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Physical activity levels of Hungarian children during school recess

Ridgers, Nicola D., Tóth, Miklós and Uvacsek, Martina 2009, Physical activity levels of Hungarian children during school recess, Preventive medicine, vol. 49, no. 5, pp. 410-412, doi: 10.1016/j.ypmed.2009.08.008.

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Title Physical activity levels of Hungarian children during school recess
Author(s) Ridgers, Nicola D.ORCID iD for Ridgers, Nicola D. orcid.org/0000-0001-5713-3515
Tóth, Miklós
Uvacsek, Martina
Journal name Preventive medicine
Volume number 49
Issue number 5
Start page 410
End page 412
Total pages 3
Publisher Elsevier Inc.
Place of publication Amsterdam, The Netherlands
Publication date 2009-11
ISSN 0091-7435
1096-0260
Keyword(s) objective monitoring
accelerometry
recess
youth
school
Summary Objective : The purpose of this study was to examine physical activity levels and patterns of physical activity across daily school recess periods, and the contribution of recess to daily physical activity.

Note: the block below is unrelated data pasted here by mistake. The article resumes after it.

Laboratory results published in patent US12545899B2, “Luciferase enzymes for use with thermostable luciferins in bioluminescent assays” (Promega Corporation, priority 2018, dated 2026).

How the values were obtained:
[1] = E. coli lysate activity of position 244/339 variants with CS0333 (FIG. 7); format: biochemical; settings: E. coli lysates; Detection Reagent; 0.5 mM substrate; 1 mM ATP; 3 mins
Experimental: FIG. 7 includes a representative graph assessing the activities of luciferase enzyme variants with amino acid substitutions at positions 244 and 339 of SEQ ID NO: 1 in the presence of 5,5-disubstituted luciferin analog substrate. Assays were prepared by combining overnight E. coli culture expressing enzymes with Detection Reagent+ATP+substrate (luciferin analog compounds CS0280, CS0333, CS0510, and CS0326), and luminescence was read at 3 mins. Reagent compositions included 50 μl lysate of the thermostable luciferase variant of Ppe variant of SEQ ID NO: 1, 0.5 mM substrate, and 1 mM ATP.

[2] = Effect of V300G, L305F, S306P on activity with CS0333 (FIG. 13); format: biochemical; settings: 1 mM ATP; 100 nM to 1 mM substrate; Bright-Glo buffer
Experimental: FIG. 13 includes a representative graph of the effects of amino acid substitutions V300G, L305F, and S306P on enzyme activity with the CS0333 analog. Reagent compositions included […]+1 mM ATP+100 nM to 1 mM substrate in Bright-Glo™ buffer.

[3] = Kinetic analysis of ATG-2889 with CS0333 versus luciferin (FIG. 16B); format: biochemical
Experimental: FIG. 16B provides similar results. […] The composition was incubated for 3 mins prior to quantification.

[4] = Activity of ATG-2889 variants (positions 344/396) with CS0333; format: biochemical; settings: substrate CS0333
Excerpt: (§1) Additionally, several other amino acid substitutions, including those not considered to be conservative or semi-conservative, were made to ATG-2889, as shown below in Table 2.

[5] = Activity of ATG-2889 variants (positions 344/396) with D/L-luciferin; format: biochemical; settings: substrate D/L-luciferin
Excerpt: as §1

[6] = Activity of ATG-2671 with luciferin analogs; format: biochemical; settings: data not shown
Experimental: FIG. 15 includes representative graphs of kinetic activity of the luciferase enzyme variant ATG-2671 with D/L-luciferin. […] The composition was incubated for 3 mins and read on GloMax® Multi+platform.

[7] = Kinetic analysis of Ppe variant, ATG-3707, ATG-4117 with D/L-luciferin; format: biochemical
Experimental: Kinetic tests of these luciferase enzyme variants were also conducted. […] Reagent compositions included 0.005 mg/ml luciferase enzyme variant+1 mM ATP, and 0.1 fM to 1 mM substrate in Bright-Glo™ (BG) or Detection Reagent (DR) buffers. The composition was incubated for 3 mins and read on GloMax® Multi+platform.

Method : Ninety-eight children (61% boys) from three schools in Hungary had their physical activity quantified using uni-axial accelerometry every 5 s for three consecutive school days (Wednesday to Friday). The proportion of time spent in sedentary, light, moderate-to-vigorous, and vigorous physical activity during 5 daily school recess periods was determined using existing age-appropriate cut-points. The relative contribution of recess to daily moderate-to-vigorous physical activity was also determined. Data were collected between May and October 2008.

Results :
Boys engaged in significantly more light (30.6 ± 5.2%; 27.7 ± 5.1%), moderate-to-vigorous (24.9 ± 8.9%; 17.5 ± 5.2%) and vigorous physical activity (7.6 ± 4.7%; 4.3 ± 2.9%) than girls during recess. Girls (54.8 ± 8.1%) engaged in more sedentary activity than boys (44.5 ± 10.2%). Physical activity levels were generally similar across multiple recess periods. Recess contributed more moderate-to-vigorous physical activity towards weekday physical activity for boys (13.1%) than girls (10.8%).

Conclusions : Since sedentary activity accounted for the largest proportion of recess, interventions may be needed across all recess periods to promote physical activity during the school day.
Language eng
DOI 10.1016/j.ypmed.2009.08.008
Field of Research 110602 Exercise Physiology
Socio Economic Objective 920501 Child Health
HERDC Research category C1.1 Refereed article in a scholarly journal
Copyright notice ©2009, Elsevier
Persistent URL http://hdl.handle.net/10536/DRO/DU:30029908

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Created: Fri, 03 Sep 2010, 12:22:47 EST by Leanne Swaneveld

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